Author Archive | Prof. Ronald Collins, guest-blogging

Floyd Abrams & the First Amendment: The Risks of Liberty

Here is the last installment before Mr. Abrams’s post. Thanks to Eugene for having me and thanks to all for the comments (critical ones included) from your readers. RC

“Our approach under the First Amendment has wisely, I think, generally been to risk suffering the harm that speech may do in order to avoid the greater harm that suppression of speech has often caused.” That line is vintage Floyd Abrams. So, too, is the following one: “The oldest reality about the First Amendment is this: Hardly anyone really believes that we should protect the speech of those with whom we differ.” In other words, protecting free speech can be risky and can mean protecting the expression of those who offend us.

As a First Amendment lawyer, Floyd Abrams has time and again urged courts to take risks and tolerate offensive expression. Consider, for example, his views on WikiLeaks and Julian Assange. On the one hand, he has been openly critical of “WikiLeaks’ persistent recklessness” in making public documents that could likely threaten lives or actually impair national security. Hence, he argued, the press should exercise a measure of critical judgment about what to print or not print. That is the judgment call of a responsible press.

Of course, such a press prerogative should not be confused with any carte blanche right of the government to censor speech absent compelling reasons. Or as Abrams put it: “None of this means that if WikiLeaks or Mr. Assange were brought to trial in this country that they would have no basis for claiming First Amendment protection. They would and should.”

If owing to his brand of absolutism Floyd Abrams is seen in some quarters as a First Amendment voluptuary (to invoke one of Professor Bickel’s favorite jabs), then his hardy criticisms of WikiLeaks […]

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Floyd Abrams & the First Amendment: Enter Alex Bickel

Sometimes Fortuna deals a hand that forever changes the arc of one’s life. And so it was when Floyd Abrams met a remarkable man from Romania.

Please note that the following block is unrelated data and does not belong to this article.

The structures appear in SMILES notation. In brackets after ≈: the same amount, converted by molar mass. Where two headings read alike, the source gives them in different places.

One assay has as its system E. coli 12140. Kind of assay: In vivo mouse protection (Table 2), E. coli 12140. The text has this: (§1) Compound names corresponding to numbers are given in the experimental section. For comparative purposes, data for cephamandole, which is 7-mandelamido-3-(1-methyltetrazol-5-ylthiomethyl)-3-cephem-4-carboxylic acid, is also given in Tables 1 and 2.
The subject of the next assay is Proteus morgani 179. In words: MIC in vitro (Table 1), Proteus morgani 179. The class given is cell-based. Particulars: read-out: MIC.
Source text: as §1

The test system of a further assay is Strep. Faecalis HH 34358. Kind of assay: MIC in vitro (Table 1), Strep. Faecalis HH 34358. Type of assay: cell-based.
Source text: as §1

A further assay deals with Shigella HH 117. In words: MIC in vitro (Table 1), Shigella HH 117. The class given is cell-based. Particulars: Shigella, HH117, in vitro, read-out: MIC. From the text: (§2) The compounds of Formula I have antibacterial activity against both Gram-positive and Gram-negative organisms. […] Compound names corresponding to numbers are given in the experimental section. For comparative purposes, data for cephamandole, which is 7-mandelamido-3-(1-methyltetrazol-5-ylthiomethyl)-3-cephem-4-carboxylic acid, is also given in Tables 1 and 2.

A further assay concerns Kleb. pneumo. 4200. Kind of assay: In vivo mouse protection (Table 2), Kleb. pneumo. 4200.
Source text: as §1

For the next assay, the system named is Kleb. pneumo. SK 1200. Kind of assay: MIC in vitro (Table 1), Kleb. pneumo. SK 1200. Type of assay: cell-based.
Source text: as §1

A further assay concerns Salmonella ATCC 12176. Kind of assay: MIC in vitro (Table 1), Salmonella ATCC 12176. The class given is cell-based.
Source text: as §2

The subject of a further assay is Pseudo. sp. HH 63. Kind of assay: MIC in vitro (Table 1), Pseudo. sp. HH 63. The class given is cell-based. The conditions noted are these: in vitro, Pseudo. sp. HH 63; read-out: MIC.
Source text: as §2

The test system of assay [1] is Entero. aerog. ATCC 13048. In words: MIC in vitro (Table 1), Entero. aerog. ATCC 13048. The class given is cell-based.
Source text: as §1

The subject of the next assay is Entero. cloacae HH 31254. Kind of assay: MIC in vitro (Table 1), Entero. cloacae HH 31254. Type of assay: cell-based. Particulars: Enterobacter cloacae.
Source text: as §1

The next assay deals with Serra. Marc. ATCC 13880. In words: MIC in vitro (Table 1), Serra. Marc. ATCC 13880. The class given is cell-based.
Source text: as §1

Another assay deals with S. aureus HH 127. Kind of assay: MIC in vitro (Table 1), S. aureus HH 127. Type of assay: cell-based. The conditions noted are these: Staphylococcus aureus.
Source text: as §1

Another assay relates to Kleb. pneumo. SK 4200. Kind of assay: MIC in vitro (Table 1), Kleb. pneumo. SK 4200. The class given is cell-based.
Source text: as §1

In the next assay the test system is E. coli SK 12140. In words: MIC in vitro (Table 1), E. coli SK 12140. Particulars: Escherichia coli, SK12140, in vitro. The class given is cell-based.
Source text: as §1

After graduating from Cornell in 1956, Floyd Abrams ventured to New Haven to study law at Yale Law School, home of many renowned constitutional law scholars. Once there, Abrams was assigned (alphabetically) to a first-term constitutional law course with Professor Alex Bickel, who had just begun to teach at the law school. Abrams also had advanced courses in constitutional law from Thomas Emerson (a prominent First Amendment scholar), and Fred Rodell (a noted proponent of Legal Realism). But the one who left an indelible impression on him was the Romanian man — Alex Bickel.

Alexander Mordecai Bickel (1924-1974) taught at Yale Law School from 1956 until his death. A respected constitutionalist, Bickel had clerked for Justice Felix Frankfurter and had also prepared a historical memorandum in Brown v. Board of Education. Bickel’s immense influence on Abrams extended beyond the classroom and into the courtroom where, in later years, the two worked alongside one another in important First Amendment cases, this though some of their views on the general subject could be quite different. That said, and despite all his liberal and libertarian First Amendment credentials, there is a residue of Bickel moderation in Abrams, a cautious side leery of starry-eyed approaches to constitutional law.

“There are no absolutes that a complex society can live with in its law.” That was Bickel’s mantra. He was nothing if not categorical in his claim that treating “law as language . . . merely obscures the actual process of decision.” Even so, it is well to keep in mind what the Court declared in the Pentagon Papers Case (1971), the case that Professor Bickel argued (with young […]